|Publication number||US3974577 A|
|Application number||US 05/599,483|
|Publication date||Aug 17, 1976|
|Filing date||Jul 28, 1975|
|Priority date||Dec 19, 1973|
|Publication number||05599483, 599483, US 3974577 A, US 3974577A, US-A-3974577, US3974577 A, US3974577A|
|Original Assignee||Arcady Brachlianoff|
|Export Citation||BiBTeX, EndNote, RefMan|
|Patent Citations (8), Referenced by (10), Classifications (8)|
|External Links: USPTO, USPTO Assignment, Espacenet|
This is a continuation of application Ser. No. 426,067 filed Dec. 19, 1973 now abandoned.
The present invention relates to a method which permits the turning of a spherical object around a virtual axis passing through its center with the orientation of the virtual axis being variable either while at rest or during rotation; and to an apparatus for the application of the process.
In order to rotate a spherical object, a world globe, for example, one generally employs an axis traversing the sphere, or a pivot, fixed at one point, at the pole of the globe, for example, or a suspension with a socalled cardan joint or universal joint.
Even though the known methods are perfectly satisfactory insofar as rotation itself is concerned and insofar as the orientation of the axis of rotation is concerned, however, for certain uses, they possess an inconvenience in the form of the material presence of a mechanical axis.
It is, therefore, an object of the present invention to provide the present state of the art with both a unique method and apparatus which does not possess the inconvenience of the prior art.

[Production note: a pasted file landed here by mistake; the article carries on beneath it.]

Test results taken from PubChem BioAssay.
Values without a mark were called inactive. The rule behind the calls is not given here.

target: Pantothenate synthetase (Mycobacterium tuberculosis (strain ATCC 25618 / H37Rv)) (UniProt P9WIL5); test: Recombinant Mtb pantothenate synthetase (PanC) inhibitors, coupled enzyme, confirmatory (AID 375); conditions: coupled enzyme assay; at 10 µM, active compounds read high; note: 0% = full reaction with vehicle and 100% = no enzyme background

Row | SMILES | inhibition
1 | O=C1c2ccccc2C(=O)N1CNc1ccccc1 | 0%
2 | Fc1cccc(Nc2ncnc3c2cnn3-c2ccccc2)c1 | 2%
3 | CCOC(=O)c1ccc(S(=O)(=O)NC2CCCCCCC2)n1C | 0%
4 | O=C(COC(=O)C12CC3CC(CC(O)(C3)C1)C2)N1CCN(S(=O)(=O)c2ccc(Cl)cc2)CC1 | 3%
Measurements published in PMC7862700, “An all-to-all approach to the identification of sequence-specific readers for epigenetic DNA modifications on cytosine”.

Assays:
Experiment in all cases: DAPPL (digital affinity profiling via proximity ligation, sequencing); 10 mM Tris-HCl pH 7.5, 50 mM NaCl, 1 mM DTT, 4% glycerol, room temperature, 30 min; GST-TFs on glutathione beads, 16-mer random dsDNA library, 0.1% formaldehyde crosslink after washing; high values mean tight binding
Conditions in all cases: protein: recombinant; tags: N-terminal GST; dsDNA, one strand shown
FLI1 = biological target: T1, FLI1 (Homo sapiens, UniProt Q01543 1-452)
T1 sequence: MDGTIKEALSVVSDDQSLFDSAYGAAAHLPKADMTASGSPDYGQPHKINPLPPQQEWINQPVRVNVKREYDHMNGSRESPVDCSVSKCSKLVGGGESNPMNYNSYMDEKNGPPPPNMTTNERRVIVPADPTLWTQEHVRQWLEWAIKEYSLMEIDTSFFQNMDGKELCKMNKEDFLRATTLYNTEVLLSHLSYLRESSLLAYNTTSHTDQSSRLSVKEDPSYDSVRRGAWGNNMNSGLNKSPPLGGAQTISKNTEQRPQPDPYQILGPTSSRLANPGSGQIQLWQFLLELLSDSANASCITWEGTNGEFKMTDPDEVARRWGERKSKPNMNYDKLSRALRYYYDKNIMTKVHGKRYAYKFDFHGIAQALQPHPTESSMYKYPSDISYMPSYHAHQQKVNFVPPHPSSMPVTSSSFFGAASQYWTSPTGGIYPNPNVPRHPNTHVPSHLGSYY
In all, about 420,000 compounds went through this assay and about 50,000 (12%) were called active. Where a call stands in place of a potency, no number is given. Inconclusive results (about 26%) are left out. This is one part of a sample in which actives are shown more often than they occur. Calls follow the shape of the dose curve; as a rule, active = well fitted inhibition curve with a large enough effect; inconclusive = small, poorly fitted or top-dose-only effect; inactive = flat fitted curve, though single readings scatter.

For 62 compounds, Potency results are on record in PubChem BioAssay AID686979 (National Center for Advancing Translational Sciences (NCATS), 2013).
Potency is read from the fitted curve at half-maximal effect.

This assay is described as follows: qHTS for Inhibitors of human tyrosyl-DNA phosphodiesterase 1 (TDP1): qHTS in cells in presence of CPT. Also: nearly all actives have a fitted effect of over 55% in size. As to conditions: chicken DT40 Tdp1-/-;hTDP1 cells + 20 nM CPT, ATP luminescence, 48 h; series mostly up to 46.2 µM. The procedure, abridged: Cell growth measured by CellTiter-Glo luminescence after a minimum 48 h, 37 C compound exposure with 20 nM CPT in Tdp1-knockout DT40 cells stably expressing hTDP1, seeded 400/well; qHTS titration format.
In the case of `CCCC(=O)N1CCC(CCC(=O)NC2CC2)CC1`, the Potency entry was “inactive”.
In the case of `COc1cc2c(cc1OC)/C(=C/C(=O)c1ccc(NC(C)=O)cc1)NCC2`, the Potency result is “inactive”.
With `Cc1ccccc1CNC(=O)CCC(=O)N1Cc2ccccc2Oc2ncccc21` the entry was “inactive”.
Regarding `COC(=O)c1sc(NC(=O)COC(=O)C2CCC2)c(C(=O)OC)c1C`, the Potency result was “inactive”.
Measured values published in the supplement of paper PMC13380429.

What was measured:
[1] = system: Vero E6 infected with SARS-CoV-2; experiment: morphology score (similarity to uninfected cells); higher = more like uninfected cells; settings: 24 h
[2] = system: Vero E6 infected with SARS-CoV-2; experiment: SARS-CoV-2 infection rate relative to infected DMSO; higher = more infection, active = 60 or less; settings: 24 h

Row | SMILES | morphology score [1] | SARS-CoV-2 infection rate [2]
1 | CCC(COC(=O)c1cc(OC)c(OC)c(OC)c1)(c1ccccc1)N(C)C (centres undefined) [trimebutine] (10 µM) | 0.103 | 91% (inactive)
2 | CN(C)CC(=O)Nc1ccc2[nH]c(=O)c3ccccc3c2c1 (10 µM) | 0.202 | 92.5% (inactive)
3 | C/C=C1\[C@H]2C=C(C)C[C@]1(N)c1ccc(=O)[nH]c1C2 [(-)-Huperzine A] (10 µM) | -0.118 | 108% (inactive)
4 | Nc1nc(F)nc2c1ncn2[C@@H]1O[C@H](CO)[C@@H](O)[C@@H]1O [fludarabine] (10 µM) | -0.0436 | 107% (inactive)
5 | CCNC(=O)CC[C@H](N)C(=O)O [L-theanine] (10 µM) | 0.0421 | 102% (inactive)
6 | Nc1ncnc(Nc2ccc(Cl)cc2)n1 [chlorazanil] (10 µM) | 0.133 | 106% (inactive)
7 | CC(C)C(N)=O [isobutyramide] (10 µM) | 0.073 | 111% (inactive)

It is another object of the present invention to provide a unique method and apparatus according to which an object is rotated about a virtual axis which itself passes through the center of the object and which can be oriented at will.
It is another and more specific object of the present invention to provide an apparatus including at least three elements utilized in suspending the object and causing rotation thereof about a freely oriented axis.
These and other objects are accomplished according to the present invention by the provision of at least three roller elements which form a part of a suspension system for an object to be rotated, with the roller elements engaging the object, and being rotated against the object without slippage so that the object will, as a result, be rotated about an axis which passes through the center of the object, and with the orientation of the axis of rotation being changeable at will by changing the orientation of the roller elements.
FIG. 1 is a perspective view illustrating a particular embodiment according to the present invention which shall, for reasons which will be explained below, be referred to as "apparatus with one parameter".
FIG. 2 is a perspective view illustrating a particular embodiment according to the present invention which shall be referred to as "apparatus with two parameters".
FIG. 3 is a more detailed view illustrating a roller according to the present invention.
FIGS. 4 and 5 illustrate an apparatus according to the present invention wherein the sphere is maintained against the rollers by an electromagnet.
FIG. 6 illustrates an exemplary alternate form of the object according to the present invention.
FIG. 7 illustrates a globe which is supported and rotated utilizing the method and apparatus according to the present invention.
FIG. 8 is a perspective view illustrating in greater detail the driving mechanism for one of the rollers according to the present invention.